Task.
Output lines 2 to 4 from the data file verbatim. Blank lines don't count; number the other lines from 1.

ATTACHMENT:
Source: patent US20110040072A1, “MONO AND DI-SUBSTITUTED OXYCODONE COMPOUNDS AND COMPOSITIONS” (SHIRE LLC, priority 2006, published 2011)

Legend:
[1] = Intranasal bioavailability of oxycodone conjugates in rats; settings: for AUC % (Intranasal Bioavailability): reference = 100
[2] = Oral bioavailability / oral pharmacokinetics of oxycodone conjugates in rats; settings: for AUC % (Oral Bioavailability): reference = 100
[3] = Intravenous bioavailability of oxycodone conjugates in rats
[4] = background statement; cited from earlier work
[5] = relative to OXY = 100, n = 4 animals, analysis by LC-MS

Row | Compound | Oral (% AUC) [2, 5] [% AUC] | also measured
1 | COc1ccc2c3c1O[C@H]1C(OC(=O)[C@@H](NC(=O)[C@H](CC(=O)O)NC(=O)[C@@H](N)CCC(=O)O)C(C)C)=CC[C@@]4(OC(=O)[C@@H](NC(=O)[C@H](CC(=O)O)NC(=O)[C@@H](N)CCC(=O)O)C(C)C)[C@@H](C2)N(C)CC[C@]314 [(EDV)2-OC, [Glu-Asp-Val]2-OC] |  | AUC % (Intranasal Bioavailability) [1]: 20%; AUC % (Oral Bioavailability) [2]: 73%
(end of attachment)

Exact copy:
Legend:
[1] = Intranasal bioavailability of oxycodone conjugates in rats; settings: for AUC % (Intranasal Bioavailability): reference = 100
[2] = Oral bioavailability / oral pharmacokinetics of oxycodone conjugates in rats; settings: for AUC % (Oral Bioavailability): reference = 100